Summer By The Water

Many of us share a connection with a river, lake, stream or pond. Throughout the summer, listen to VPR to hear personal stories from Vermonters about how bodies of water around the state affect their lives, and how they've seen them change over time.

Tweet @vprnet to share your favorite bodies of water in Vermont.

Matthew Dickerson fly fishes in Vermont's Mad River.
Mitch Wertlieb / VPR

Vermont has no shortage of beautiful rivers for fly fishing, but the trout that roam these waters are increasingly under threat from environmental challenges that aren't necessarily visible to the naked eye. 

The Elmore Town Hall at dusk
Amy Kolb Noyes / VPR

Last weekend, the town of Elmore said goodbye to its summer residents with an annual block party and fireworks over the lake. While its year-round population is small enough that the old one-room schoolhouse is still in use, during the summer there’s been a lot going on.

John Conrad, a fly fishing guide for The Fly Rod Shop in Stowe, fishes for brook trout in a stream.
Emily Corwin / VPR

For those who don’t fly fish, people standing perfectly still in the middle of a stream may seem perplexing. 

But if you scramble down the bank and into the river to talk to a fly fishing enthusiast, you may find they are doing more than "just" fishing. They are also applying insect and fish ecology lessons, and — for some — practicing a kind of mindfulness.

Hanson: Lake Wise

Aug 27, 2018
Gayle Hanson

Along our stretch of lakeshore, some folks are already pulling their docks from the water. And the pressure to consume as many maple creemees as possible before school starts has begun.

Sailboats at the dock at the Lake Champlain Community Sailing Center.
Ari Snider / VPR

In Burlington, one of the surest signs of summer are the small white sailboats messing around on Lake Champlain. The boats belong to the Lake Champlain Community Sailing Center, which offers lessons, youth camps, and special programs all summer.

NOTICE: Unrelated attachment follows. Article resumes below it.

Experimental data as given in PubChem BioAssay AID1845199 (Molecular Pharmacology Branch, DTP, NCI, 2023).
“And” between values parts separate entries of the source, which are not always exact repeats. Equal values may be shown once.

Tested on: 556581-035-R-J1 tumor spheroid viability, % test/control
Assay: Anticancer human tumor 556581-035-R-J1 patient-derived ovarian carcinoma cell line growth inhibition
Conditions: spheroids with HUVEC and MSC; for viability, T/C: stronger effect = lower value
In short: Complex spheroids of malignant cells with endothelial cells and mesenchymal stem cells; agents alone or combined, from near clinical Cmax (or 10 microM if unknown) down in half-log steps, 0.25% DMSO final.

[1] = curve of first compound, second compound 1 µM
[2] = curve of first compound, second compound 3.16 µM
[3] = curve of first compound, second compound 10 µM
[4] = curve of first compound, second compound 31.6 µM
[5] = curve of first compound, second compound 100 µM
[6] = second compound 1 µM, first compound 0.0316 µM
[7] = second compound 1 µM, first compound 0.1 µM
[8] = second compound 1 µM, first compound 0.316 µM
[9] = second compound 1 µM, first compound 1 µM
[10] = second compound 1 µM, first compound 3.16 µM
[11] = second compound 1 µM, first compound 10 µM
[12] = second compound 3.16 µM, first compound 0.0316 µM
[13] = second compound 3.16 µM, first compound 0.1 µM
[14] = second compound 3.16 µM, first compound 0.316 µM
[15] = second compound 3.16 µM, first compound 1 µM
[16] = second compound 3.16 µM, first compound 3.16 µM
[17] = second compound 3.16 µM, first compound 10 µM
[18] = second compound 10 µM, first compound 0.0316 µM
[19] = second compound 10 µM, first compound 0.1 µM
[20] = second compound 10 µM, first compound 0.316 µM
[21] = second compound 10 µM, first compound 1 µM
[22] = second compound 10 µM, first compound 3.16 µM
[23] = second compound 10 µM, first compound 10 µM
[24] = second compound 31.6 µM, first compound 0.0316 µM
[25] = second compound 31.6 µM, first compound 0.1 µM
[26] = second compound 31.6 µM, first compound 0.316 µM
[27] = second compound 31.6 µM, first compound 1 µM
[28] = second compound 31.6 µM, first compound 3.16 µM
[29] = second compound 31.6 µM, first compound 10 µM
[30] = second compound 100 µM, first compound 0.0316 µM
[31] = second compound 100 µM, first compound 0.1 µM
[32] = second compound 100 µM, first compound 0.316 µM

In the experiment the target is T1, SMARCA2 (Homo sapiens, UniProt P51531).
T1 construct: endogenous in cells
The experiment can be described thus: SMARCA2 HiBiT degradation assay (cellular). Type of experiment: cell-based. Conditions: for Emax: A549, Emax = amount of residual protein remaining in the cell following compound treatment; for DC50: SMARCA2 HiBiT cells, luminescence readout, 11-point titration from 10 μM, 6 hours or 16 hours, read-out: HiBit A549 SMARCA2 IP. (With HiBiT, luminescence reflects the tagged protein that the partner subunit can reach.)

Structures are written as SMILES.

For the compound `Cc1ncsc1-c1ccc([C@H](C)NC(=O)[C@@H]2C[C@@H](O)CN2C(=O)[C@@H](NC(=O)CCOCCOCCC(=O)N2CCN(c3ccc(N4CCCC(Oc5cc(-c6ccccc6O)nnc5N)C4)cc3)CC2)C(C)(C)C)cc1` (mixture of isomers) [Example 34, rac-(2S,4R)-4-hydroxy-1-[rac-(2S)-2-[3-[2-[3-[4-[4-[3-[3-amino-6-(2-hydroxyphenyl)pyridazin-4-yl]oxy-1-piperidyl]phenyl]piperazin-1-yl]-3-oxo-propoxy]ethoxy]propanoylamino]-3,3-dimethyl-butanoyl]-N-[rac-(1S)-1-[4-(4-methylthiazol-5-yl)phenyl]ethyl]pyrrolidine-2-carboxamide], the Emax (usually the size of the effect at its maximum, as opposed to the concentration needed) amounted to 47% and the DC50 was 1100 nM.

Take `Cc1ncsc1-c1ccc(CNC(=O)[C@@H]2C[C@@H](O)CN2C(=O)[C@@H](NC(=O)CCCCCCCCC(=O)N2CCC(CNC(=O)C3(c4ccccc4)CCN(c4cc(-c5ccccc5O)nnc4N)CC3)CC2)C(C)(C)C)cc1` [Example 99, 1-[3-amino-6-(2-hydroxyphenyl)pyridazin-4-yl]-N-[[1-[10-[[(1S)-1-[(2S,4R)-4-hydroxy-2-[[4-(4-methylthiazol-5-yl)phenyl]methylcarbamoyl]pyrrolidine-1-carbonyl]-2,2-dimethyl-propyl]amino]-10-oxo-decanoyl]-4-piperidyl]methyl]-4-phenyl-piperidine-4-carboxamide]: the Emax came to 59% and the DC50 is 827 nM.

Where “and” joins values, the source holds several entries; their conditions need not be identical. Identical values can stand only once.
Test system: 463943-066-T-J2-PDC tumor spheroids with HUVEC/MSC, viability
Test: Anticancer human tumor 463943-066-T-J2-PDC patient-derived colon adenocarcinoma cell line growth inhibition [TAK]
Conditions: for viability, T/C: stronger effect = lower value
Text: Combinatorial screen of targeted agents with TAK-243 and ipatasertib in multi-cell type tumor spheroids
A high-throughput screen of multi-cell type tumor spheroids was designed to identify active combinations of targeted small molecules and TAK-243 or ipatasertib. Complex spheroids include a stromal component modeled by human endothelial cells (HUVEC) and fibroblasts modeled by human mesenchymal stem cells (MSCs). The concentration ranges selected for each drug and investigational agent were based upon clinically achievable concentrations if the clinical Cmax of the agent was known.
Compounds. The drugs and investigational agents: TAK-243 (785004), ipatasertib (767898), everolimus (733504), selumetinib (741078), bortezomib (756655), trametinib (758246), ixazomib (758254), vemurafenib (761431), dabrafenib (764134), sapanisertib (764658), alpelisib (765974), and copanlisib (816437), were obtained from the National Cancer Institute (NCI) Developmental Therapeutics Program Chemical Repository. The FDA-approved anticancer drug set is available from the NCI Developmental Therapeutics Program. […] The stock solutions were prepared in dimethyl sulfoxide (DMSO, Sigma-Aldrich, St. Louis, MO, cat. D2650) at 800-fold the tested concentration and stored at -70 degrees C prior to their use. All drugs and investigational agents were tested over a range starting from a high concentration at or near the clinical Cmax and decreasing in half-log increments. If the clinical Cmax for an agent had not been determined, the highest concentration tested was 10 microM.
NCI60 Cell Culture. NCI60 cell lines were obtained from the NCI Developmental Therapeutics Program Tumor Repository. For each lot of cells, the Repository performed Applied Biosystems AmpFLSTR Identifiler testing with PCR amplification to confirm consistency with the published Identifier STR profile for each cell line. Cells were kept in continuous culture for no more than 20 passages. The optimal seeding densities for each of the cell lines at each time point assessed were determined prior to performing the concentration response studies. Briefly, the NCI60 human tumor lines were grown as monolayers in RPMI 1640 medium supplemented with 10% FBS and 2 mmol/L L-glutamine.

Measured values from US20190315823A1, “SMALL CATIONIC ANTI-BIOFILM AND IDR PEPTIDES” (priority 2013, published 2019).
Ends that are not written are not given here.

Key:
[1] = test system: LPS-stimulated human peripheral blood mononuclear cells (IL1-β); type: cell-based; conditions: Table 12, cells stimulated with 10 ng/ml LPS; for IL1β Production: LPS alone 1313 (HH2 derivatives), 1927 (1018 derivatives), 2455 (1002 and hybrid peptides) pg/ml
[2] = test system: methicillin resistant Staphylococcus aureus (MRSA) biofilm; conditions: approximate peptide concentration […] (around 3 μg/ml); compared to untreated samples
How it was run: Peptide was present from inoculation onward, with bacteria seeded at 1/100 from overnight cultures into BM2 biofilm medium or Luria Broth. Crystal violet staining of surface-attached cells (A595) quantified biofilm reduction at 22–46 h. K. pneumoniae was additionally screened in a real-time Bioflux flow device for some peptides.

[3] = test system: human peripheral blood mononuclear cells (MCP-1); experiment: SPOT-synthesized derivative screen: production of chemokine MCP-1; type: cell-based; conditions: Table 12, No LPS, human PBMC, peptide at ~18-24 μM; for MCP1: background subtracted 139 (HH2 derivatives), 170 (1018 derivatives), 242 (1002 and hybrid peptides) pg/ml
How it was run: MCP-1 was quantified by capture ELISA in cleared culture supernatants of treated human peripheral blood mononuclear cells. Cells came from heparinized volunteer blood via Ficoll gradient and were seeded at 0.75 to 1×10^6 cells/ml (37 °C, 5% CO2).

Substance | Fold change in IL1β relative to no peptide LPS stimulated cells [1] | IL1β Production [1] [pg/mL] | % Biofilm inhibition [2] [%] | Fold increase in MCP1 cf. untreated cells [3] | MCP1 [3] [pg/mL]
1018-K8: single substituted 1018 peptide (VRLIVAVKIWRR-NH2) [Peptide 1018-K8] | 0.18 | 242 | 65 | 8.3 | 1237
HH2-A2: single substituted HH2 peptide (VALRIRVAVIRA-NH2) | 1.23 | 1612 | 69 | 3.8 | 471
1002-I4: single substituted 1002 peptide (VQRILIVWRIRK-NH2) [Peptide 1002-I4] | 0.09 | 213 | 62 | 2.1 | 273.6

Willem Lange

'Way up in northern New Hampshire, almost at the 45th parallel, is a tiny glacial pond slowly filling in with water lilies. It’s a place I go to when I want absolute peace and quiet.

Lucas Campbell operates one of the few landing crafts on Lake Champlain. Here, he readies the boat to take off from Burton Island State Park.
Henry Epp / VPR

Lake Champlain has a long history as a commercial waterway. In the 1800s, it was a crowded passage for boats hauling lumber and other goods between New York City and Montreal and points in between.

Much of that industry is long gone, but there's still some work on the lake for those who want it.

Martha Molnar

When we moved to the so-called Lake District in south central Vermont, we didn’t realize what that meant. A full decade later, we’re still discovering the beautiful lakes and their generous four-season offerings.

Lange: Quiniktikut

Aug 6, 2018
Rick Shreve of Orford, NH

Thanks to Daniel Webster, the border of the United States in New Hampshire is a few rods north of a tiny abandoned beaver dam that's the source of the Connecticut River.